Experimental, Inside the Box: Chris Ware’s Building Stories
REVIEW by Margaret Fink
As I write, I’m sitting in Advocate Health Center in Chicago’s Lakeview neighborhood, struck by the Warean aesthetic of my circumstances. Alone in a now-closed “Courtyard Café” I’m surrounded by vibrant ochres, deep denim blues, and rusty oranges. Echoing the primary colors of Building Stories’ cover, it’s an oddly cheerful, faux-Tuscan scheme in which to pursue my solitary work. I picture a bird’s eye view of repeated square tables, me with my Mac in the lower left, Ware’s graphic novel next to me, one of the booklets fallen to the floor. I’m living in an image that resonates with Ware’s characteristic tension between scenes of perfunctory conversation, boredom, and reminiscence and the beauty of the smooth lines, draftsmanlike precision, and blocks of unmodulated color, both muted and vivid, that he renders them in. And this is an in-between time consonant with the small moments of the mundane he takes pains to portray: I’m waiting for my friend Corrine to come with a caffeine-free Diet Coke so we can take it to our friend James, who had a stroke almost a month ago.
Pantheon’s recent release of Chris Ware’s Building Stories has prompted a flurry of reviews, “like a flock of tiny birds, taking off.” As an object, it’s an unwieldy genre-bending thing: as one reviewer charmingly announces, “Chris Ware has published a box.” Building Stories comes housed in a large cardboard box, indeed, and as the Library of Congress classification states on the inside cover, it’s comprised of “14 easily misplaced elements.” True to his reputation for self-deprecation, Ware has worried that the book will come off as gimmicky, but the format, designed to be readable in any order, is nothing short of truly important. I was at the Comics: Philosophy and Practice conference when Ware first showed a preview of the project. There was a collective gasp when he revealed that it would be composed of multiple pieces: a large format newspaper-style comic, a game-board, tabloid-sized papers, posters, diminutive booklets, double-sided panorama strips, and two bound volumes. His peers on the panel, most memorably Canadian cartoonist Seth, uttered expletives and feigned paroxysms of despair.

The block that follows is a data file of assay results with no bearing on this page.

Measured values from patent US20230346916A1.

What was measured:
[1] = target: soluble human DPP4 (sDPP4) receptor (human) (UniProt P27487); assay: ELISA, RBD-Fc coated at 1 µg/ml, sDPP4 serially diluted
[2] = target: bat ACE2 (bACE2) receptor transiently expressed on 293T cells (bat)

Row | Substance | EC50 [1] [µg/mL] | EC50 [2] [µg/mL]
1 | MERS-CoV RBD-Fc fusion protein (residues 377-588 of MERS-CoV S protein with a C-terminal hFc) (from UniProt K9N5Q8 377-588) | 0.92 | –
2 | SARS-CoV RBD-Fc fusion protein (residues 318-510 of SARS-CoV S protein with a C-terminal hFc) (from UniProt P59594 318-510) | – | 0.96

Building Stories is kind of a big deal. It’s literally large and literally hefty, a particularly material printed object. Many of Ware’s reviewers have commented on the way in which it’s “not Kindle-able”, heralding it as “one of the year’s best arguments for the survival of print.” There’s no small amount of irony, here: for comics—traditionally printed on the cheapest and most disposable paper, reviled as trashy, mere entertainment, kid stuff—to be an ambassador for the bookish, the “lofty and the beautiful,” for serious art, is, well, funny, but it’s also totally warranted. Because of their history as a mass medium with its origin in advertising freebies, comic books with serious aesthetic and literary aims have had to negotiate a by-now tiring sense of conundrum between highbrow and lowbrow in mainstream press coverage. Art Spiegelman’s Maus managed a major shake-up of mainstream conceptions of comics when it took on the sobering subject matter of Spiegelman’s parents’ experience of the Holocaust and its aftereffects. It appears that while mainstream media still has the high-low tension on its radar, it’s become very comfortable with labeling Ware’s graphic novel highbrow, a comfort aided and abetted by the fact that avant-garde pieces such as Marcel Duchamps’s Museum in a Box and Joseph Cornell’s shadowboxes are among Ware’s chief inspirations. Maus, especially as compared to Spiegelman’s work in RAW, is formally more conventional, parceled out for the most part in regularly-sized and regularly-paced square panels. Its subject matter, for the medium at the time, was what experimental. That Building Stories’ form is experimental is easily recognizable to his readers—it’s a book in parts, with no clear beginning and no clear end, much of which is recounted in ways that betray how the scenes are filtered through the protagonist’s narrative memory. I’d like to briefly suggest, though, that his subject matter—the everyday life of a young, disabled, lady Chicagoan and the other, everyday lives in her orbit—is experimental, radical, in ways that seem to be going under-recognized in the generalized excitement about the novel’s peculiar constellated form.